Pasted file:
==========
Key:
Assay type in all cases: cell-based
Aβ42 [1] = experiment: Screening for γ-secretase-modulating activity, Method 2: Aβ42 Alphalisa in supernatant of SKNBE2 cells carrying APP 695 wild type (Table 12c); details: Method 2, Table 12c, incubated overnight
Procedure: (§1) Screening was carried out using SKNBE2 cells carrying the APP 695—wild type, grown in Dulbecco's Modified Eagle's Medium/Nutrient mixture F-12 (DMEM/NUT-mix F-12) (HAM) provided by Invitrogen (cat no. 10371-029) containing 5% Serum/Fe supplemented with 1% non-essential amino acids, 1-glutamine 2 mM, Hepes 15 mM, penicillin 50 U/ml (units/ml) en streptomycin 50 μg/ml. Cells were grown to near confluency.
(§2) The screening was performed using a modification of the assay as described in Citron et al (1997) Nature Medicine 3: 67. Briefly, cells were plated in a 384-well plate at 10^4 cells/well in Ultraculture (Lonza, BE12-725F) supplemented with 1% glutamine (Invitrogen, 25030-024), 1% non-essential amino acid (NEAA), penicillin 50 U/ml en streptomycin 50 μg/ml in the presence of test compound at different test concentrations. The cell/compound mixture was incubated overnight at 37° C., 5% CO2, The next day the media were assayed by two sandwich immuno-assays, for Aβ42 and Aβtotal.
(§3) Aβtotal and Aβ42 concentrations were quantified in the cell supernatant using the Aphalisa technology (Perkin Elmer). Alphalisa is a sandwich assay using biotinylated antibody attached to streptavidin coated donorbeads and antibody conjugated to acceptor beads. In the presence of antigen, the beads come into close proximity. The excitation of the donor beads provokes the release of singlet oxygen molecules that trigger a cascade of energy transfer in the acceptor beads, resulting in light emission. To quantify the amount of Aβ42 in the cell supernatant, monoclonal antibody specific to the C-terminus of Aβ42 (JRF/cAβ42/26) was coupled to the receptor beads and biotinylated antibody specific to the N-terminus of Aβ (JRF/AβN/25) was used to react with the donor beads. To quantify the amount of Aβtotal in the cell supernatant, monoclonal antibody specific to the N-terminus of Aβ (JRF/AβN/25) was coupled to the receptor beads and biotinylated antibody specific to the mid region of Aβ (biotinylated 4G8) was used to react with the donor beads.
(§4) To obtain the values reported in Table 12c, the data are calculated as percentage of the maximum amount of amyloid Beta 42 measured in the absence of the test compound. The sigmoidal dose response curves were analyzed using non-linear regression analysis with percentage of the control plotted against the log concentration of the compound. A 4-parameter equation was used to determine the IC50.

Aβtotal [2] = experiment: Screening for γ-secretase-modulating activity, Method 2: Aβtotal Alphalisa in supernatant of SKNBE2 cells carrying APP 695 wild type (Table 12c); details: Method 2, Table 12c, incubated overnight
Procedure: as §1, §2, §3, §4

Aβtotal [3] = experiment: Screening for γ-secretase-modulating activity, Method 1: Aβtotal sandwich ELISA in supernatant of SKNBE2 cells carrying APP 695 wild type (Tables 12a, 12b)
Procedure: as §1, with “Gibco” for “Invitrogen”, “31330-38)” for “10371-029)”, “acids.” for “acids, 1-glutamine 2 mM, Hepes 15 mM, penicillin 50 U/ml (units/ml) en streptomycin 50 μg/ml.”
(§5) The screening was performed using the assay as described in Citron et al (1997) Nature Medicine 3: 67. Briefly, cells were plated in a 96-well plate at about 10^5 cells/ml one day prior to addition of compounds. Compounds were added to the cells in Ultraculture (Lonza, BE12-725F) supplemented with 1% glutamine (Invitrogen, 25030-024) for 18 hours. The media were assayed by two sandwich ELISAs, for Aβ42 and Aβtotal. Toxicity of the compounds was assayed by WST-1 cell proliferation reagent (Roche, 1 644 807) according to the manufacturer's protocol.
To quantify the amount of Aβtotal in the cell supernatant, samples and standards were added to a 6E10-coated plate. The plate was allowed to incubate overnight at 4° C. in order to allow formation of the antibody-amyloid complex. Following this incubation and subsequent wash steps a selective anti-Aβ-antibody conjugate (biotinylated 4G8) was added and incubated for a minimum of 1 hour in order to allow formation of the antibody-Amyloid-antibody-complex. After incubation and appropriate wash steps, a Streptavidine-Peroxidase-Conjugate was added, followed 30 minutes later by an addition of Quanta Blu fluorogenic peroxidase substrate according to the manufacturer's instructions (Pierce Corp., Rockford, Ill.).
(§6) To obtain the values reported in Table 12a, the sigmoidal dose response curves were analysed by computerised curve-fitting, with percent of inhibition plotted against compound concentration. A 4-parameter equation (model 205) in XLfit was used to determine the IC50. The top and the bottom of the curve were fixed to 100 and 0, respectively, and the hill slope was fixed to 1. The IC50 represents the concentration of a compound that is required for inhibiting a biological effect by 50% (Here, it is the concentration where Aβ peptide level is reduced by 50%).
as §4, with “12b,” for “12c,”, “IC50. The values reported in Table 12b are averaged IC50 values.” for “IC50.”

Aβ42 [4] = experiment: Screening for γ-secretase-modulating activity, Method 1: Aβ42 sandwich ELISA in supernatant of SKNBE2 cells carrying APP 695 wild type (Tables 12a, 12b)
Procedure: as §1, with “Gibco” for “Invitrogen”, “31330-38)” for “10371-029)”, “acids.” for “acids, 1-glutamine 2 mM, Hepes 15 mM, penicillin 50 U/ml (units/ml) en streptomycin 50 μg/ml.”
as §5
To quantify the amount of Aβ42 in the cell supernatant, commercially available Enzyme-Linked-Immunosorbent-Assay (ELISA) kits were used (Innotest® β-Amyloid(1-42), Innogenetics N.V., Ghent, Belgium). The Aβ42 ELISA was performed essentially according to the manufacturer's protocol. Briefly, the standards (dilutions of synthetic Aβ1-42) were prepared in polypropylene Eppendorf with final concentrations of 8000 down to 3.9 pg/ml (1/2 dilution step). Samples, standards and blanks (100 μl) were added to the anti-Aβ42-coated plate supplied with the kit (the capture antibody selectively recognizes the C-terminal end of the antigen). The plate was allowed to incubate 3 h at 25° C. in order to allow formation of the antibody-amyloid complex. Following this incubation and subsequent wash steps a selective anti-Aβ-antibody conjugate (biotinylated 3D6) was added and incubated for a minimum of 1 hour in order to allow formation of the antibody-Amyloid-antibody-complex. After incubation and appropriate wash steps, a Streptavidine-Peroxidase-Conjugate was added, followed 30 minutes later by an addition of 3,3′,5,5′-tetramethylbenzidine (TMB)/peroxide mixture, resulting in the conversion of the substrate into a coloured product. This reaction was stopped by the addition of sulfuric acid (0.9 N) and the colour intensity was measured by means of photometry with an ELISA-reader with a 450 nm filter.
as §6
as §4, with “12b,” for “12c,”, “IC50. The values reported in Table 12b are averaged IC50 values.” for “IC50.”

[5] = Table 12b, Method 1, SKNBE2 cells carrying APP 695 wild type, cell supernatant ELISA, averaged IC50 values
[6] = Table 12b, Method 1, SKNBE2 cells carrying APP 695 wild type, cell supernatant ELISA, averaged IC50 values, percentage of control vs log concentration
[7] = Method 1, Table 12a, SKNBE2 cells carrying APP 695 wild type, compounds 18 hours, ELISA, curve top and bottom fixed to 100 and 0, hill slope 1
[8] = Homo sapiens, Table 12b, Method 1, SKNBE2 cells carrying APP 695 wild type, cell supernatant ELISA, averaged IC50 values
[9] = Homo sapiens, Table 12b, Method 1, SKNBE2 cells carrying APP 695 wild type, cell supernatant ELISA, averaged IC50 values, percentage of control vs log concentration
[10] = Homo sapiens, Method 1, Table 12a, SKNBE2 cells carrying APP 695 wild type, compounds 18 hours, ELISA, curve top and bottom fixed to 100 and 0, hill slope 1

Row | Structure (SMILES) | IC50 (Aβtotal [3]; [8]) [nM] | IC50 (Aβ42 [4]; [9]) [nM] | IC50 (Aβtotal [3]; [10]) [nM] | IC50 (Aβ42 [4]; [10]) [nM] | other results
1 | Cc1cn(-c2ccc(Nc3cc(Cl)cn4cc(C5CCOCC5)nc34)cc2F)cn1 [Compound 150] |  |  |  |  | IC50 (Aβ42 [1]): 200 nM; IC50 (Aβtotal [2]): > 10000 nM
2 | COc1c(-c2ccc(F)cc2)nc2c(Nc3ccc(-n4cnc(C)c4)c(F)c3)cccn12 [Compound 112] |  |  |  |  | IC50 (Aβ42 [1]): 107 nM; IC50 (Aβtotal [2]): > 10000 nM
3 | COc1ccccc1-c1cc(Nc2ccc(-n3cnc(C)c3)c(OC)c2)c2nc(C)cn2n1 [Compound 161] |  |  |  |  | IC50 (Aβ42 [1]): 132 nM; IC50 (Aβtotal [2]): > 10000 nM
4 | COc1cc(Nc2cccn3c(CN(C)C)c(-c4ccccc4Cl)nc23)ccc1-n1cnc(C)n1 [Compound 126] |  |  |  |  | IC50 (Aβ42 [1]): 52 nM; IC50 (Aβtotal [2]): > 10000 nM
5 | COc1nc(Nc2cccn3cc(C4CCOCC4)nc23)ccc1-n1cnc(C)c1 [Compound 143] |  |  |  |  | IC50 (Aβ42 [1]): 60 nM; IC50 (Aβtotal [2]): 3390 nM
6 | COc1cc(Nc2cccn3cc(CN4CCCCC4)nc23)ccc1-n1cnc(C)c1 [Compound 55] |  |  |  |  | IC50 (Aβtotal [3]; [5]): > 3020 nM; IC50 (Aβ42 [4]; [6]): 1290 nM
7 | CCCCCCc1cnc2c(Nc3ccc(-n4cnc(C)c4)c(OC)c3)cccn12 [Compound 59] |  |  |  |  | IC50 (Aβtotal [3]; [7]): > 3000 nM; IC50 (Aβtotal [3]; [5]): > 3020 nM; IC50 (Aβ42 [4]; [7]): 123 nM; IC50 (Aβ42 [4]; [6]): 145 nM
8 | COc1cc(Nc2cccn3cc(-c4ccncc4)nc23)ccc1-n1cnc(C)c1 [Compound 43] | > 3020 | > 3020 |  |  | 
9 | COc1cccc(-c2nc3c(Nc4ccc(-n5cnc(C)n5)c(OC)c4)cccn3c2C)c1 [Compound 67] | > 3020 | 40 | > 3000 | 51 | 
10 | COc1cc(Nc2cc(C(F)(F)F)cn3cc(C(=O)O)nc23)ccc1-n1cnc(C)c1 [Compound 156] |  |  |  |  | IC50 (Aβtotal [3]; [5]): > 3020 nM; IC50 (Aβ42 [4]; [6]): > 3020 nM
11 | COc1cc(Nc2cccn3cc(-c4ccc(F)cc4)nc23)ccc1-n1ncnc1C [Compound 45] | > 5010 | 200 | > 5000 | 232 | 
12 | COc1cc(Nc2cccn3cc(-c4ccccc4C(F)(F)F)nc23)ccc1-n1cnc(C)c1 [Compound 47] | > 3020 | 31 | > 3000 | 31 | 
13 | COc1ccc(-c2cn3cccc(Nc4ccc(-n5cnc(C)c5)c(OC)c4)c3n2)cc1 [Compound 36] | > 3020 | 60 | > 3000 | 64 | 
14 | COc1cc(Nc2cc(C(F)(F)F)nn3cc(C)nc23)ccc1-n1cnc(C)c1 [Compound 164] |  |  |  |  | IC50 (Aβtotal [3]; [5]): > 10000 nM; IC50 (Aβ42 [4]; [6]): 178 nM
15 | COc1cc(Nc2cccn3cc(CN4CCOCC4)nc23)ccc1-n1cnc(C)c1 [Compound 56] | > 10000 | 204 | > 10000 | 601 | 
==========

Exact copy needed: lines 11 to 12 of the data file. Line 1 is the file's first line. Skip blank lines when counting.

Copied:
Procedure: as §1, with “Gibco” for “Invitrogen”, “31330-38)” for “10371-029)”, “acids.” for “acids, 1-glutamine 2 mM, Hepes 15 mM, penicillin 50 U/ml (units/ml) en streptomycin 50 μg/ml.”
(§5) The screening was performed using the assay as described in Citron et al (1997) Nature Medicine 3: 67. Briefly, cells were plated in a 96-well plate at about 10^5 cells/ml one day prior to addition of compounds. Compounds were added to the cells in Ultraculture (Lonza, BE12-725F) supplemented with 1% glutamine (Invitrogen, 25030-024) for 18 hours. The media were assayed by two sandwich ELISAs, for Aβ42 and Aβtotal. Toxicity of the compounds was assayed by WST-1 cell proliferation reagent (Roche, 1 644 807) according to the manufacturer's protocol.